A Brief Diversion – The Archimedes Screw

Thu, 10 Mar 2011

This morning I had an Google chat message (I'm usually around on paperpig@gmail.com if you want to call) from subscriber Jay asking if I had any thoughts about how his students could approach the Archimedes Screw. It so happened that I had had a look at this when I was making the worm gear so had a few pictures and prototypes. Always the easily distracted type (Ooh look! There's and interesting idea for a mechanism) I dug out the photos and prototypes and had a quick reprise. 

The Archimedes screw was originally used as a way of raising water for example in irrigation. At the centre of the screw is a spiral like the one above – an extension of my worm gear

This is wrapped in a sheath, the sheath is fixed into place, there is no need for the screw to turn inside it, the whole thing rotates as one fixed unit.

Then it is just a case of dropping one end into liquid, or in this case salt, and turning it. the liquid is trapped within the screw and moved up the tube as it turns, emerging from the top in an intermittent stream.

I've made a new one today and fitted it into a box with an bearing at the bottom. Now with the box filled with salt, the screw works really rather well! I'm going to try the same but with a steeper pitch to th thread and a slightly wider outer tube o see if I can get it to lift more salt with each turn. I think this will make a nice kit!

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Comments (6)

  • William Hornbaker March 11, 2011 at 2:13 am

    Unless I am badly mistaken

    Unless I am badly mistaken the optimum angle for pumping the maximum amount of fluid (salt) is at   45 degrees with the horizontal. Low angles pump little and angles greater than 45 spill across the center shaft to be recycled and wasting driving power that turns the screw.

    With regard to the screw itself I am of the opinion that the pitch will be optimum at 45 degrees.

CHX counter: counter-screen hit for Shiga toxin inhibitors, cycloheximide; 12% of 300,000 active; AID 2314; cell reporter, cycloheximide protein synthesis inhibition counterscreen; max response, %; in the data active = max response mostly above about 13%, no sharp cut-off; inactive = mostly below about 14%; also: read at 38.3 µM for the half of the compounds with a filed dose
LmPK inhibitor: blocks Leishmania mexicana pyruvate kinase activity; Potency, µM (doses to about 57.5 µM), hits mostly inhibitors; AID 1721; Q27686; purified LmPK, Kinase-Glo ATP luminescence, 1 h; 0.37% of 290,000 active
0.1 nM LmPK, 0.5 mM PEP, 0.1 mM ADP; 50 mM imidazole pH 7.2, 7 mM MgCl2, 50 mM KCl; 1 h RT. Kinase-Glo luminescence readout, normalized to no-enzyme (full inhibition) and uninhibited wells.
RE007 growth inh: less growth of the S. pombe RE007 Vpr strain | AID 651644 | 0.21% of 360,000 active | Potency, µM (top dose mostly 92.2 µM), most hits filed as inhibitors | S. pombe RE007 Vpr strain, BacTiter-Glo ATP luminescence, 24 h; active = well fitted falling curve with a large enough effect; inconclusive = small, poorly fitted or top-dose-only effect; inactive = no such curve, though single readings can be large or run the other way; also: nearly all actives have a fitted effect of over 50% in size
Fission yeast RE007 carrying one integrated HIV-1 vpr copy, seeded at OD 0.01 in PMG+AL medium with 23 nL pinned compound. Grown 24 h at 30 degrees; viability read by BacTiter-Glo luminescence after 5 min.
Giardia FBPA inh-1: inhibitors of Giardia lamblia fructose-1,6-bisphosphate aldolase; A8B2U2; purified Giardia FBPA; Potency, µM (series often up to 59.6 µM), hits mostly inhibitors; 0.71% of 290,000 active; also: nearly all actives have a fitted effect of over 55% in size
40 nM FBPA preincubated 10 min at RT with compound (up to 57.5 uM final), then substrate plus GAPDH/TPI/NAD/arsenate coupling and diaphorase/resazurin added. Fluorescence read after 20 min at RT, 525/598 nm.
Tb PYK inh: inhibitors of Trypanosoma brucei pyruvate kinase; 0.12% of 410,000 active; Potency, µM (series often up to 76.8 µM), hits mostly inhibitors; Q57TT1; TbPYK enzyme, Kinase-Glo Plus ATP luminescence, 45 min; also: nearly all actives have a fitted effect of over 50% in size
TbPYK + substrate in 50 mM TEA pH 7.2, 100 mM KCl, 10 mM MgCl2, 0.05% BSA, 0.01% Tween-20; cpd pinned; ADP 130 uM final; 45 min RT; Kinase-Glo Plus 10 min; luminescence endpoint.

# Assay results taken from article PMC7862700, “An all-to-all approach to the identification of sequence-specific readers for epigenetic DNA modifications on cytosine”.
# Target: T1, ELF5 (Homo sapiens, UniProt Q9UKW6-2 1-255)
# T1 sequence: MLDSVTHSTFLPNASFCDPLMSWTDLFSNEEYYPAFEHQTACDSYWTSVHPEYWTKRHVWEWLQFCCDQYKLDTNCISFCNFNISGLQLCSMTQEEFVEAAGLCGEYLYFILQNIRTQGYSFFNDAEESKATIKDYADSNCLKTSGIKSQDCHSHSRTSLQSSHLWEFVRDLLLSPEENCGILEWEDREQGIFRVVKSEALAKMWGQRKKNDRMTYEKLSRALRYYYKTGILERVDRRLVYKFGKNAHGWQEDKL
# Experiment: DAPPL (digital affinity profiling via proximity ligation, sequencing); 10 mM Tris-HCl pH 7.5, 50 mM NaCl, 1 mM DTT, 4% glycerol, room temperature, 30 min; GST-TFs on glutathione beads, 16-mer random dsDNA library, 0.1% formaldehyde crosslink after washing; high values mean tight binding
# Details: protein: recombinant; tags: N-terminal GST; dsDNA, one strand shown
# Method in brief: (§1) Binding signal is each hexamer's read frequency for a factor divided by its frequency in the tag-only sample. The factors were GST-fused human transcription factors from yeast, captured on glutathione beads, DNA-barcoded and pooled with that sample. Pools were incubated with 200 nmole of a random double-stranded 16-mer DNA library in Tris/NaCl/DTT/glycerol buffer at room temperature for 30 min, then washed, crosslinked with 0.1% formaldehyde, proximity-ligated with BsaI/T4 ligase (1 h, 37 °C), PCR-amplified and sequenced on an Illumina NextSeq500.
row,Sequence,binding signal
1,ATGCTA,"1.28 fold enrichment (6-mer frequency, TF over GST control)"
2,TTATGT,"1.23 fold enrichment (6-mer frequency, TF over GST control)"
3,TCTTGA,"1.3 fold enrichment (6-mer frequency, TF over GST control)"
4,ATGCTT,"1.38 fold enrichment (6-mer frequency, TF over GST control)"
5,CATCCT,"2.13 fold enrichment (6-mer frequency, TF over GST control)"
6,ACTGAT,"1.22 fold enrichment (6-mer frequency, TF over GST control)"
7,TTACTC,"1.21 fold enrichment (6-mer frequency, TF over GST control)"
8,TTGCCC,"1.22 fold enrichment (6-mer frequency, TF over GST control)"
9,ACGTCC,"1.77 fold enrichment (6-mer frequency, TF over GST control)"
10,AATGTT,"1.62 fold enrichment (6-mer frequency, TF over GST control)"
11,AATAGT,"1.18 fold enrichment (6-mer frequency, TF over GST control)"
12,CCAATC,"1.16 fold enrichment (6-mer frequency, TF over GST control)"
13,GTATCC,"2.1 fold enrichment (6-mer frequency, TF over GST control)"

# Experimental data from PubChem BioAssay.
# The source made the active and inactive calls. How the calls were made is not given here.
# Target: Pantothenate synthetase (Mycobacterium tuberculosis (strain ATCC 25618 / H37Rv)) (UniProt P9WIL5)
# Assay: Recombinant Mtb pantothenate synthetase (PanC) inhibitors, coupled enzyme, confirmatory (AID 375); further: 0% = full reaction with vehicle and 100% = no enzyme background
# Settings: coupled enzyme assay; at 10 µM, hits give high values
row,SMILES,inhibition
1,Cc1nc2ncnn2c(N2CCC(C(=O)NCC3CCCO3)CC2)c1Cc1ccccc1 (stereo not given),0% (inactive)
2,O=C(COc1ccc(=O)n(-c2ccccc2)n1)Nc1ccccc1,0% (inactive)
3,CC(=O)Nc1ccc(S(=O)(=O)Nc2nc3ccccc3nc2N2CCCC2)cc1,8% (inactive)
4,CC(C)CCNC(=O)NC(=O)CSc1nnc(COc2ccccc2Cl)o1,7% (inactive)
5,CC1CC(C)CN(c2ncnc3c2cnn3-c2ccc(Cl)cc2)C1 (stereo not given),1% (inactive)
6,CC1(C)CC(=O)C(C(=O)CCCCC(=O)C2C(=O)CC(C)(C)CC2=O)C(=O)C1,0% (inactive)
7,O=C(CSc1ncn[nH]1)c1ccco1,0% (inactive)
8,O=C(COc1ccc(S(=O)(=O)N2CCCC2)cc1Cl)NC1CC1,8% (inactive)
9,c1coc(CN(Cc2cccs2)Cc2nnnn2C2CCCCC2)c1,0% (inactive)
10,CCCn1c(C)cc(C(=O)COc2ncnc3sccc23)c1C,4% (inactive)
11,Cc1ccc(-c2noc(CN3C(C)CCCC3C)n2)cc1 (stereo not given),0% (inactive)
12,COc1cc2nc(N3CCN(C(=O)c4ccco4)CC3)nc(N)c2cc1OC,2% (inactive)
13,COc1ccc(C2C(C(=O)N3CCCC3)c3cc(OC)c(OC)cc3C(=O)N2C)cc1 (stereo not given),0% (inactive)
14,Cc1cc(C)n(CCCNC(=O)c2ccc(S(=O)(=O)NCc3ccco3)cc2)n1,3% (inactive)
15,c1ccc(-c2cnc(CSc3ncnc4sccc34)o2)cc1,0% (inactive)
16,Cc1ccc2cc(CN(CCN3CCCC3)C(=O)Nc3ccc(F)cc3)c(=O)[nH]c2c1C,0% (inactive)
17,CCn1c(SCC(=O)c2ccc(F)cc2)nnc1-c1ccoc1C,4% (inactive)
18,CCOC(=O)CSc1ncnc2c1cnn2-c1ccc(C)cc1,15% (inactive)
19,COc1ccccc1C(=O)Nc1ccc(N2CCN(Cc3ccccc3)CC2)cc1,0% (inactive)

• najmanjay March 11, 2011 at 4:12 am

    I happen to have come across

    I happen to have come across an article that just happens to address this issue of optimal pitch.


    I don't really understand all the math, but it seems that the optimal values are a fairly complex function a relationship among the following factors: the pitch of the screw, the number of blades, the pitch of blades, and the inner and outer diameters of the cylinder.

    Also, although I can't be sure, it seems that an optimal pitch for the screw would tend to be closer to 30deg. 

    Of course, none of this has very much to do with Rob's awesomeness for dredging up and posting his model, but it's fun, nevertheless.

  • trishjoyce March 11, 2011 at 3:34 pm

    mmmmmmmmmm think I need to

    mmmmmmmmmm think I need to stay in the library longer..

    • robives March 11, 2011 at 7:55 pm

      Oh wow! Science is a

      Oh wow! Science is a wonderous thing! I'd missed out on the double blade thing on my original model, now working on a two bladed screw with 45 degree pitch. 

      • najmanjay March 13, 2011 at 4:40 pm

        when you say 45deg, do you

        when you say 45deg, do you mean angle of the blades on the screw, or angle of the screw mechanism, as hypotenuse?

        • robives March 15, 2011 at 5:00 pm

          @najmanjay: The angle of the

          @najmanjay: The angle of the blade on the screw.

Comments are closed.